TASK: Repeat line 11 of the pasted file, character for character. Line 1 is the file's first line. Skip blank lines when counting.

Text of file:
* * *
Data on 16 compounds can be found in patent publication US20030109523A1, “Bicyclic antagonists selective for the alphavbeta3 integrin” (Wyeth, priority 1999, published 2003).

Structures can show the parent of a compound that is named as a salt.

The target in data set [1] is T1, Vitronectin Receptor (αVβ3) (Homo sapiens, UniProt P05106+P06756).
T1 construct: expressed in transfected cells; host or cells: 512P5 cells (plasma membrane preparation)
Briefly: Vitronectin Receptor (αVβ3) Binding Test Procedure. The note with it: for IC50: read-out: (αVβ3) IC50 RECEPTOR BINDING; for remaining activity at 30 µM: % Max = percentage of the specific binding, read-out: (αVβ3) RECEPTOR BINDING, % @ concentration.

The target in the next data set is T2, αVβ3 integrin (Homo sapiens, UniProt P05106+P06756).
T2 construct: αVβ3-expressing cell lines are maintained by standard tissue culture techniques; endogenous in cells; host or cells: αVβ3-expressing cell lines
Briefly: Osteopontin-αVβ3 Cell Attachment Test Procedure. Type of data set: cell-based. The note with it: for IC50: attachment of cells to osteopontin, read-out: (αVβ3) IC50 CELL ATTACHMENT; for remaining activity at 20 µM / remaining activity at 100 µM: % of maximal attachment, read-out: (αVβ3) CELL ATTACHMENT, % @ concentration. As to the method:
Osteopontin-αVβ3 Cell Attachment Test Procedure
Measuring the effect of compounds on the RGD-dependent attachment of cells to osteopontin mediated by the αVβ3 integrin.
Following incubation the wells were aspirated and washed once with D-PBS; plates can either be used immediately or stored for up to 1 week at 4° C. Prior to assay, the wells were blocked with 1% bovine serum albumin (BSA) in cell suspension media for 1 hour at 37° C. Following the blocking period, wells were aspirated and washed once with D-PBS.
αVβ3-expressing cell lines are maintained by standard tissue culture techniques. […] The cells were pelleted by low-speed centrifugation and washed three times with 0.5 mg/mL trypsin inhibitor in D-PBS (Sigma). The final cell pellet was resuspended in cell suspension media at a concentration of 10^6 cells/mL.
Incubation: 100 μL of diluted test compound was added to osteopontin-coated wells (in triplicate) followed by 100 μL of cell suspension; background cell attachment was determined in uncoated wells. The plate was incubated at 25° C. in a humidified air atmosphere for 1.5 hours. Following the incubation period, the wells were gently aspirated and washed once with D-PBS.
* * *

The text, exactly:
Following incubation the wells were aspirated and washed once with D-PBS; plates can either be used immediately or stored for up to 1 week at 4° C. Prior to assay, the wells were blocked with 1% bovine serum albumin (BSA) in cell suspension media for 1 hour at 37° C. Following the blocking period, wells were aspirated and washed once with D-PBS.